We are Sexplain
Vision: improve people's physical health and emotional wellbeing, and give them the critical tools to develop or defend a more equal society.
Mission: comprehensive and inclusive sex and relationships education workshops for young people which confront taboos and social injustices.
we want to work with schools to ensure that sex education is inclusive of all young people.
The School Report (Stonewall and Cambridge University, 2017) found that:
Nearly half (45 per cent) of lesbian, gay, bi and trans young people are bullied for being LGBT at school.
86 per cent hear the phrases 'that's so gay' or 'you're so gay' in school.
40 per cent of lesbian, gay, bi and trans young people are never taught anything about LGBT issues at school.
We want to change the fact that:
95% young people say they did not learn about LGBT sex and relationships in SRE. 1
97% missed out on any discussion around gender identity in SRE. 2
Over half of the young people surveyed by the Sex Education Forum who identified as transgender, lesbian or gay or who reported having a physical disability felt their SRE was 'bad or very bad'. 3
supporting schools to provide young people with a sex education fit for the 21st century.
As the latest Government guidance on Relationships, Sex and Health Education explains young people’s online and offline lives are inseparably intertwined.
We want to empower young people with knowledge so they can take ownership of their physical and sexual health.
Public Health England launched a new 'Protect against STIs' campaign in light of the following findings:
58% young people say the main reason for using condoms is to avoid pregnancy, compared with 29% for avoiding infections. 7
Around 15% of under 25s reported having unprotected sex with two or more partners in the last year. 8
More than one-third of young people think carrying protection is a sign someone is promiscuous. 9
Out of 1,000 people surveyed, 34% admitted to not feeling confident talking about sex. 10
Specific STIs are on the rise, and particular demographics are disproportionately at risk:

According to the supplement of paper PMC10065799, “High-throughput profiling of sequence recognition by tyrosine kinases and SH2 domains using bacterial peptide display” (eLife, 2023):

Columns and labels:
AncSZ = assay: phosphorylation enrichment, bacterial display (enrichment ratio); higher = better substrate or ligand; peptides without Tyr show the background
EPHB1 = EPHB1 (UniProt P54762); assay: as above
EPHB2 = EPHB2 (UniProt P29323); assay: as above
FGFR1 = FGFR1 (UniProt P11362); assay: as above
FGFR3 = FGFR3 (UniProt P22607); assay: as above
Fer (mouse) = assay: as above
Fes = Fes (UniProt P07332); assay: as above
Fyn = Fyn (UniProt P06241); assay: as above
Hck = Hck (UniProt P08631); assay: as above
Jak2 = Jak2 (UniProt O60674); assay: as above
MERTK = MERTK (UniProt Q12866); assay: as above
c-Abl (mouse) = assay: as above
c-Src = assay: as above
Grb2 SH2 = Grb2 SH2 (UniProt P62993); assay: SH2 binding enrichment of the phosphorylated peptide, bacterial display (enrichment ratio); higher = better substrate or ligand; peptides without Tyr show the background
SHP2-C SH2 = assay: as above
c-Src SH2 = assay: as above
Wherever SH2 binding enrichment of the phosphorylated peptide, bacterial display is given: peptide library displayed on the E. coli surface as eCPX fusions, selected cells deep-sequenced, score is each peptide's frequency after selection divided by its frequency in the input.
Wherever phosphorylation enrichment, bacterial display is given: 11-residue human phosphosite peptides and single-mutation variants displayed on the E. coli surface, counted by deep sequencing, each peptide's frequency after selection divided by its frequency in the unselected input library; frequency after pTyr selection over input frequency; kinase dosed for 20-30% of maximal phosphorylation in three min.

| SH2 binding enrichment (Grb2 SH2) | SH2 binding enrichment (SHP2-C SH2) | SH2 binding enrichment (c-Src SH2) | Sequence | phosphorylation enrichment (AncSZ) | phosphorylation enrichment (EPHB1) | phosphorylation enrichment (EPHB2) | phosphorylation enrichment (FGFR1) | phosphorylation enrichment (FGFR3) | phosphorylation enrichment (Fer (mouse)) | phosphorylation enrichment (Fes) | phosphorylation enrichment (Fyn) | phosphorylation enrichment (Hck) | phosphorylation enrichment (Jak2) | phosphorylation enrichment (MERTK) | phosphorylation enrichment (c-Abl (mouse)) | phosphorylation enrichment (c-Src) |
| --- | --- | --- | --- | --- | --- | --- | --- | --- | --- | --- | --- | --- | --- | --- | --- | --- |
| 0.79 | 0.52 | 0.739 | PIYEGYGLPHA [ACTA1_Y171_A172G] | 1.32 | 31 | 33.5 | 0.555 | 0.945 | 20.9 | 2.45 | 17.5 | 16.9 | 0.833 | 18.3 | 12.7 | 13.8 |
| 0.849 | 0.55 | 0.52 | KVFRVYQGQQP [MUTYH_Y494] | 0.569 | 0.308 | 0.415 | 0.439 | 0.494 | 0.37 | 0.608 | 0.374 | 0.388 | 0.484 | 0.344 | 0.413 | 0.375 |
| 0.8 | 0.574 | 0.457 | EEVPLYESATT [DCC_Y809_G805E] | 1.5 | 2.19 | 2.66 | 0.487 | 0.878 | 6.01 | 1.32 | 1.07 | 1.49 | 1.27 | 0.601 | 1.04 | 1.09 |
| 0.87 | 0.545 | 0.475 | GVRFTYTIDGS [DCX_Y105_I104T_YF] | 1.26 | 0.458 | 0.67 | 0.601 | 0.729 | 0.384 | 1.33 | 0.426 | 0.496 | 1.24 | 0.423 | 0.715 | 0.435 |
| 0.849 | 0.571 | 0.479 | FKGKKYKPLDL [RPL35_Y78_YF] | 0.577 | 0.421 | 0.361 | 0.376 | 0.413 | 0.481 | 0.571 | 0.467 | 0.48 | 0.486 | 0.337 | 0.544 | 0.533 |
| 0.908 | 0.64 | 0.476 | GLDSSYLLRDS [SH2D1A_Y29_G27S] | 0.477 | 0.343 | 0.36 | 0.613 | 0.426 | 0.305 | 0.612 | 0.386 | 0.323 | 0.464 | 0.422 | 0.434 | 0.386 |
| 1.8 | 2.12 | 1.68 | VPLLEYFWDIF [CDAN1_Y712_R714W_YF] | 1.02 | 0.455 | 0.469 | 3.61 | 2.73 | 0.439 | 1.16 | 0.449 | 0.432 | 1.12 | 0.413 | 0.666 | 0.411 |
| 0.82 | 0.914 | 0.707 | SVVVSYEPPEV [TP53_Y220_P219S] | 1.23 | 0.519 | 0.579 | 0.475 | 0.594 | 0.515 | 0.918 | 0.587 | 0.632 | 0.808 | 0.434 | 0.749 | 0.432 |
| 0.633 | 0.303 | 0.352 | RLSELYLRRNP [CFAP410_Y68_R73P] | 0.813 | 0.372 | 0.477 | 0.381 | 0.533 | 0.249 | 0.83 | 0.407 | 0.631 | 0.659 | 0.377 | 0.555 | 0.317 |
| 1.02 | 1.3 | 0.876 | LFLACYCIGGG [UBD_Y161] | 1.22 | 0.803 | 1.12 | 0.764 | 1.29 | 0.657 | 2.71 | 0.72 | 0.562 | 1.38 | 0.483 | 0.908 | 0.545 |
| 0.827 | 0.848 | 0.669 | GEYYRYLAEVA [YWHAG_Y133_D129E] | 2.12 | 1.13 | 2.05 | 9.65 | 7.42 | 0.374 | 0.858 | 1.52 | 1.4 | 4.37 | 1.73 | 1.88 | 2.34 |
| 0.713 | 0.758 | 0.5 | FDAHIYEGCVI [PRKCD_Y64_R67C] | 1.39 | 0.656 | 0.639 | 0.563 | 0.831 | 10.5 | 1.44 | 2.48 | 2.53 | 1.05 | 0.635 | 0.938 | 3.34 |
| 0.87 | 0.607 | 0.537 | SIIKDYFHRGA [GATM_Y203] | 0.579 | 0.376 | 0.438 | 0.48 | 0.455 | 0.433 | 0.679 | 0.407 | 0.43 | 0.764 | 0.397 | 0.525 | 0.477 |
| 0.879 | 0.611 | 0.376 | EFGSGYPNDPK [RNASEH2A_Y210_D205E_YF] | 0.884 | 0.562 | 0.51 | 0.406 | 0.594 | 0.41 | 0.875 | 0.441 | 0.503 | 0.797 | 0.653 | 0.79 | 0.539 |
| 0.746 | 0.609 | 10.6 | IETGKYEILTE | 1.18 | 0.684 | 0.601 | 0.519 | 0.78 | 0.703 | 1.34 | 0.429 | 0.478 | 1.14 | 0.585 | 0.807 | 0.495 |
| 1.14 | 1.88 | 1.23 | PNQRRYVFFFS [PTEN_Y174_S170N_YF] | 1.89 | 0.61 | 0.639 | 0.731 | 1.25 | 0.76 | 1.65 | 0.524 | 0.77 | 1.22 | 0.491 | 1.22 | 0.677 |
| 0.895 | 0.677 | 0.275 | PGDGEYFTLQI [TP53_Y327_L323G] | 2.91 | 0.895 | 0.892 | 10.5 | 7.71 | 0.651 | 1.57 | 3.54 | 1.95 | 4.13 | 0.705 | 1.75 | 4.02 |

On a similar note, we want to change the fact that:
Cervical screening coverage has fallen across all age groups in the last 10 years. 13
sexism and sexual violence has become normalised in all spheres, from hollywood to uk classrooms.
In September 2016 a Women and Equalities Committee inquiry into sexual harassment and sexual violence in schools revealed that:
59% girls and young women aged 13-21 said in 2014 that they had faced some form of sexual harassment at school or college in the past year. 16
Almost a third of 16–18-year-old girls say they have experienced unwanted sexual touching at school. 17
41% of UK girls aged 14 to 17 who reported an intimate relationship experienced some form of sexual violence from their partner. 18
22% of young girls aged 7–12 have experienced jokes of a sexual nature from boys. 19
Nearly three-quarters of all 16–18-year-olds (boys and girls) say they hear sexual name-calling with terms such as “slut” or “slag” used towards girls at school on a daily basis or a few times a week. 20
28% of 16–18-year olds say they have seen sexual pictures on mobile phones at school a few times a month or more. 21
we want to support schools to provide high-quality consent education:
we want to bust taboos & spread body positivity + sex positivity
60% young people surveyed by the Sex Education Forum say they had not learnt about sexual pleasure in SRE. 25
Health professionals have reported children as young as 9 seeking a labiaplasty. 26
and tackle period shame:
Nearly half (48 per cent) of children who menstruate aged 14-21 in the UK are embarrassed by their periods. 27
One in seven (14 per cent) children who menstruate admitted that they did not know what was happening when they started their period. 28
And more than a quarter (26 per cent) reporting that they did not know what to do when they started their period. 29